'One in five soldiers have been verbally abused whilst in uniform'

Discussion in 'The Intelligence Cell' started by mcflurry, May 14, 2012.

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  1. It's the Mail, surprisingly...

    'A fifth of soldiers have been verbally abused by strangers while wearing their uniform in public, a poll has found.

    While more than half of servicemen and women have received messages of thanks and support in the past five years, one in 20 has been met with violence or attempted violence because of their job.

    The study, commissioned by Conservative peer Lord Ashcroft, also found that many said frequent changes of address necessitated by their job counted against them in credit checks.

    One in four had been refused a mortgage, loan or credit card in the past five years, while one in five had had trouble getting a mobile phone contract.

    Others revealed fears about life after leaving the forces. More than half worried that employers would not give them a chance, and more junior personnel often feared they would be starting their careers from scratch.

    The research included a survey of more than 9,000 serving personnel, plus focus groups with members of the Army, RAF, Royal Navy and Royal Marines.

    It was conducted with the permission of General Sir David Richards, Chief of the Defence Staff, and with organisational help from the Ministry of Defence.'

    One in five soldiers have been verbally abused by members of public while in uniform | Mail Online

    Any truth to this or total bollocks?
  2. Oh, The abuse was by the public. Was going to tell the victims to "man/woman up" for a mo.
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  3. This was done yesterday.
  4. I've known Cadets that have been heckled about killing babys whilst walking to their detachment. We tell them to cover up as best they can, but there are morons everywhere.
  5. If you don't wish to be abused whilst in green skin, then go out in civvies instead. As for the rest of the article, the DS answer here will be crack on i'm sure, because it was the same for everyone when leaving the cocoon of Army life. Besides, aren't there lots more organisations now to assist soldiers leaving service? Perhaps one of these could help with the transition by giving real and relative advice to the leaver?
  6. TheIronDuke

    TheIronDuke LE Book Reviewer

    If the other four out of five feel they are missing out, please do not hesitate to PM me, yah?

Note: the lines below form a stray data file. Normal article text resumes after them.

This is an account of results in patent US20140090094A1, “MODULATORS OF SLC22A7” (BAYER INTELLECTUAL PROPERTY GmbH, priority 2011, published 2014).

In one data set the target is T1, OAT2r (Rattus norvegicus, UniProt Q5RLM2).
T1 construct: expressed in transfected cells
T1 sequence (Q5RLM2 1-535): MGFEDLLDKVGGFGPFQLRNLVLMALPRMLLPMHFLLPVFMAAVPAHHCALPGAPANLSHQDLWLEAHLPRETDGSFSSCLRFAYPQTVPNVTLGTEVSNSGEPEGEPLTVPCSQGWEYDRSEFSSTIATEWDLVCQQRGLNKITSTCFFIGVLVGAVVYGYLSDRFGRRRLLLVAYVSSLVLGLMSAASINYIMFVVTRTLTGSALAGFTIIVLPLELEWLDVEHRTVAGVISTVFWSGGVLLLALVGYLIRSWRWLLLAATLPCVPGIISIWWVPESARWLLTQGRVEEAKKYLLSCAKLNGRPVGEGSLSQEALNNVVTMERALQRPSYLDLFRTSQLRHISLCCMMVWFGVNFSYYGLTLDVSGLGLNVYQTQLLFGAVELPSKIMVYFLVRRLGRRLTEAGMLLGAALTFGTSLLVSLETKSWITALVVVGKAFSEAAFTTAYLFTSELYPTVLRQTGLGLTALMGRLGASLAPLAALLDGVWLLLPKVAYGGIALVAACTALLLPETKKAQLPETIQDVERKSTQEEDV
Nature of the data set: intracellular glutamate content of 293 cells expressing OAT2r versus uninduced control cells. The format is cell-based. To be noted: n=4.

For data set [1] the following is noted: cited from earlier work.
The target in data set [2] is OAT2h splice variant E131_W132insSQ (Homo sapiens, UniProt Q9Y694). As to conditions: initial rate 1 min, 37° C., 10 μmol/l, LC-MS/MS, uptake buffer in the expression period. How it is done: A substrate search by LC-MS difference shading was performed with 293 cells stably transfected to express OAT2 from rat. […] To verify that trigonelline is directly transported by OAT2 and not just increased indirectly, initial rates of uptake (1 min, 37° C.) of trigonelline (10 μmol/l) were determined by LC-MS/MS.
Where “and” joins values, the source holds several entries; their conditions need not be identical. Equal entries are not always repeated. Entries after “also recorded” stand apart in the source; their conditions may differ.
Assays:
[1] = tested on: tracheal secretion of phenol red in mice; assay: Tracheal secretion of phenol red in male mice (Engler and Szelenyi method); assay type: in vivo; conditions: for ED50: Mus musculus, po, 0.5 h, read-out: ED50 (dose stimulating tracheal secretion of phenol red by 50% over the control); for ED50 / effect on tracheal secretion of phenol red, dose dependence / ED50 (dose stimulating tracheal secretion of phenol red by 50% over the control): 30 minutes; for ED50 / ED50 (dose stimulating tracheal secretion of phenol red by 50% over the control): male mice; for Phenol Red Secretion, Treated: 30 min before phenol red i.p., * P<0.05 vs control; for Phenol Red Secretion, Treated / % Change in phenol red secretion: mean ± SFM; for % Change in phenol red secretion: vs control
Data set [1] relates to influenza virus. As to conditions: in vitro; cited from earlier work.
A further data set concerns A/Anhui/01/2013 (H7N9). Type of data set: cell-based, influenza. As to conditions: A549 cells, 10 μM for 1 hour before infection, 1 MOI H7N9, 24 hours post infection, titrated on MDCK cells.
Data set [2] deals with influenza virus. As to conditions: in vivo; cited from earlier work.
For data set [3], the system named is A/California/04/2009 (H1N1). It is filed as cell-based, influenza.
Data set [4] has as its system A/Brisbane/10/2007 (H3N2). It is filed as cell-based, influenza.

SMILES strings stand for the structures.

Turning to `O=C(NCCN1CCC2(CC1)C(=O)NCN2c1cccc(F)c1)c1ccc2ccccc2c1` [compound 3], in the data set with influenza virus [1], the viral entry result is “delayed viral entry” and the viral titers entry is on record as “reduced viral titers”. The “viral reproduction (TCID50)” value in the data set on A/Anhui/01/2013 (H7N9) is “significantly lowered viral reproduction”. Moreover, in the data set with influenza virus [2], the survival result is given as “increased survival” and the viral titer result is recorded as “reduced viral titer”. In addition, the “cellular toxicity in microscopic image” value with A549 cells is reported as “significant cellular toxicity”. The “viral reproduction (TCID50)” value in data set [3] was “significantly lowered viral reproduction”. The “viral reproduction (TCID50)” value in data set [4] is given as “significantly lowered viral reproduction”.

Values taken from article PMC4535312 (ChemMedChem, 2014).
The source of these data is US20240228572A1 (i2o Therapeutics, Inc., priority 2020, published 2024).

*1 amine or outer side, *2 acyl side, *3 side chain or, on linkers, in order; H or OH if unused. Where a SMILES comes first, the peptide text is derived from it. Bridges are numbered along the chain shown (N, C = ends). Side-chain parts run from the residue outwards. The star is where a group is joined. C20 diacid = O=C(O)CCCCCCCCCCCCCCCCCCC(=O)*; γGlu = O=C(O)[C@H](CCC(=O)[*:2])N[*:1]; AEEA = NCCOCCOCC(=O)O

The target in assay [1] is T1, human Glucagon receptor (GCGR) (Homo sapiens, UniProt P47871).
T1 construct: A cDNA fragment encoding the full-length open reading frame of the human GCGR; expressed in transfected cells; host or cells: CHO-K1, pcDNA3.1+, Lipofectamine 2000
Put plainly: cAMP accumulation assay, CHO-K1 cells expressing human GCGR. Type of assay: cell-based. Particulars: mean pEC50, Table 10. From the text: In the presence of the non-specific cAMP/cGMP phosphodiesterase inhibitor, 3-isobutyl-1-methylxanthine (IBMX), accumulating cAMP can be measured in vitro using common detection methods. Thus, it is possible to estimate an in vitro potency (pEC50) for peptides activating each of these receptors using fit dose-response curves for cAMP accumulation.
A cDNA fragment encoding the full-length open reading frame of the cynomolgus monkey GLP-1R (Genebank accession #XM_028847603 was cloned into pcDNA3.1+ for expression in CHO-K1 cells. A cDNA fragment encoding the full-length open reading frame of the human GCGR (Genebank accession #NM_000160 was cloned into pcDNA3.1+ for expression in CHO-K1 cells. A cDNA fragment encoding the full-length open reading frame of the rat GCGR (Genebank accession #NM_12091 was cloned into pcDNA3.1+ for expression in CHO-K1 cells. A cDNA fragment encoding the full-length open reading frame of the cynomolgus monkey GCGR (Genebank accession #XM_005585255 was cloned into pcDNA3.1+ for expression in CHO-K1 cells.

I live to serve.
  7. Is this 'abuse' as in the the delicate petal that is a public sector worker, or 'abuse' as in 'oi ginger' or singing Status Quo songs about being in the army?
  8. I've been abused whilst in uniform. But I did enjoy it. It was a rubber nurses outfit. Does that count?
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  9. BiscuitsAB

    BiscuitsAB LE Moderator

    Funny my lad never gets heckled on his way to cadets, probably because he's six foot three (and not yet 16).
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  10. I got plenty of abuse when i was in uniform, but i was stood in a doorway on the Lower Falls.
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  11. I was often verbally abused by strangers when I was in uniform. Once when I was ambling towards the airmen's mess for a spot of luncheon I was screamed at by some sort of NCO person, who enquired if I thought I was the ******* Duke of Edinburgh. This at the top of his voice and simply because I had my hands behind my back. Totally over the top, and very embarassing. The man should have joined the army where he belonged, I was a volunteer after all, for heavens sake.
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  12. the_boy_syrup

    the_boy_syrup LE Book Reviewer

    HM Armed forces must have got realy soft if civvies are upsetting soldiers
    If a civvie can out perform an NCO or a gang of lads n the NAFFI bar then something has seriously gone wrong with the system.
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  13. Who hasn't been abused? It was usually some rodent faced Corporal with a porn star moustache, tramp wife and no O levels that had a go at me. More to be pitied than chastised, they didn't know any better the poor loves.
  14. In another shock finding 80% of the public reported being abused by some mouthy little git who needs a slap for asking stupid ******* questions.
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  15. You'd get lynched in the US if you verbalised a member of the forces. Members of the public are constantly thanking blokes in military uniform for their service, the military are positively acknowledged by many organisations and there is an ongoing initiative to employ ex-military personnel. I've even had people ask me if I was in the British army and then shake my hand and thank me for helping the USA, its not British and embarassing at times. At an airport a couple of weeks ago I wander up to the security check queue and one of the TSA people starts chatting to me, ask's me if I had been in the military (wearing a blazer, no Reggie badge) I tell her yes, before I know it she has led me to the employees security check gate avoiding all the queues - would'nt happen at Heathrow.
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